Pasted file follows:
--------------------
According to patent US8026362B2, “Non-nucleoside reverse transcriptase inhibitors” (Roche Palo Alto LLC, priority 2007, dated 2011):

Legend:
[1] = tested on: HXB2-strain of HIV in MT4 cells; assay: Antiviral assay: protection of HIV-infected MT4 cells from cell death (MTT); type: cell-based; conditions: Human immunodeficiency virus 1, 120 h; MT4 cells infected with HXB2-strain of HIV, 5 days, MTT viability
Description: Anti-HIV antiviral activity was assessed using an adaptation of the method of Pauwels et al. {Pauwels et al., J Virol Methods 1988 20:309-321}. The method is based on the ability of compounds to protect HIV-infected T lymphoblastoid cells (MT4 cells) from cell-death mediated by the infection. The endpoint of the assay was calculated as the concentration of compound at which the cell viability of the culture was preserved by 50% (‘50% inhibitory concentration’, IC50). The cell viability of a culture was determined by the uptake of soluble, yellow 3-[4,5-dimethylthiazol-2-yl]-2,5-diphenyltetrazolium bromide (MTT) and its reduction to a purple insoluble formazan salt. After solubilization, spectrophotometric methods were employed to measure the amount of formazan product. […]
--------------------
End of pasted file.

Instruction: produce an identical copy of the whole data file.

According to patent US8026362B2, “Non-nucleoside reverse transcriptase inhibitors” (Roche Palo Alto LLC, priority 2007, dated 2011):

Legend:
[1] = tested on: HXB2-strain of HIV in MT4 cells; assay: Antiviral assay: protection of HIV-infected MT4 cells from cell death (MTT); type: cell-based; conditions: Human immunodeficiency virus 1, 120 h; MT4 cells infected with HXB2-strain of HIV, 5 days, MTT viability
Description: Anti-HIV antiviral activity was assessed using an adaptation of the method of Pauwels et al. {Pauwels et al., J Virol Methods 1988 20:309-321}. The method is based on the ability of compounds to protect HIV-infected T lymphoblastoid cells (MT4 cells) from cell-death mediated by the infection. The endpoint of the assay was calculated as the concentration of compound at which the cell viability of the culture was preserved by 50% (‘50% inhibitory concentration’, IC50). The cell viability of a culture was determined by the uptake of soluble, yellow 3-[4,5-dimethylthiazol-2-yl]-2,5-diphenyltetrazolium bromide (MTT) and its reduction to a purple insoluble formazan salt. After solubilization, spectrophotometric methods were employed to measure the amount of formazan product. […]